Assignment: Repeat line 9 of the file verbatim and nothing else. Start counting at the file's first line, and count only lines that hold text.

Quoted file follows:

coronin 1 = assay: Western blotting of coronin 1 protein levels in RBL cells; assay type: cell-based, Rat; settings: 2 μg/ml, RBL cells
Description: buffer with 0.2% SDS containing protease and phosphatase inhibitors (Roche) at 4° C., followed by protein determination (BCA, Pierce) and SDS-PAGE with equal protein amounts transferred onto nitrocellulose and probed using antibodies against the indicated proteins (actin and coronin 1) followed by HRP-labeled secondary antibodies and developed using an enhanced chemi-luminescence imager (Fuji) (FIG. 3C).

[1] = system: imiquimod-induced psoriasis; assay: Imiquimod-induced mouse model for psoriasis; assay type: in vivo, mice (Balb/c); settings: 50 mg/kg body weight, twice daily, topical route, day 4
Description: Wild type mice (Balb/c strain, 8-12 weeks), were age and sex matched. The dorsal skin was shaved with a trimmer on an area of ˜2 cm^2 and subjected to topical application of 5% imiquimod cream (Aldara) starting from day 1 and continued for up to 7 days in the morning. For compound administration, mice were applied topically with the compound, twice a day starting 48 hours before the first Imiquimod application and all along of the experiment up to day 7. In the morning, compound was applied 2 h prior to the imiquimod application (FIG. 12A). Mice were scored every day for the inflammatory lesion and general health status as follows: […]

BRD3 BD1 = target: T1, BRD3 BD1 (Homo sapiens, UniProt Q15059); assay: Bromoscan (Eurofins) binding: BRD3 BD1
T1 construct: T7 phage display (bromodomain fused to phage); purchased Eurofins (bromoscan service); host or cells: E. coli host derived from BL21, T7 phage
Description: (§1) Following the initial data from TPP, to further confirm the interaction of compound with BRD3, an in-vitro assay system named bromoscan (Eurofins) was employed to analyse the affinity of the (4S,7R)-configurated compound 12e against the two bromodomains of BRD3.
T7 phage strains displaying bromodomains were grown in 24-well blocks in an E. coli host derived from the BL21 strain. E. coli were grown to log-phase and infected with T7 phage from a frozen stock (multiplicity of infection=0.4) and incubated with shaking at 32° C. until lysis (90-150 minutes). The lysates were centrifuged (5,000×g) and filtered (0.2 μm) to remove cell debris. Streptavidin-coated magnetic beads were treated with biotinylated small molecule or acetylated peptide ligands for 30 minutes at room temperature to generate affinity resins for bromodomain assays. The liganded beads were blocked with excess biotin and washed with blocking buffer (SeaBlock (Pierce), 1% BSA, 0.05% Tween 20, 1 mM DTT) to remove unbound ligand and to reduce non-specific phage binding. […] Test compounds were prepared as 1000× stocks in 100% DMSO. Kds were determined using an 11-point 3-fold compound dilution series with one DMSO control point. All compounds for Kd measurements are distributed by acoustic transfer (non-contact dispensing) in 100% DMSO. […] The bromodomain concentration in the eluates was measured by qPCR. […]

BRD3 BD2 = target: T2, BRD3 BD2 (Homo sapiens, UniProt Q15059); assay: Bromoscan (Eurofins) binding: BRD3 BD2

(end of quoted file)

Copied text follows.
BRD3 BD2 = target: T2, BRD3 BD2 (Homo sapiens, UniProt Q15059); assay: Bromoscan (Eurofins) binding: BRD3 BD2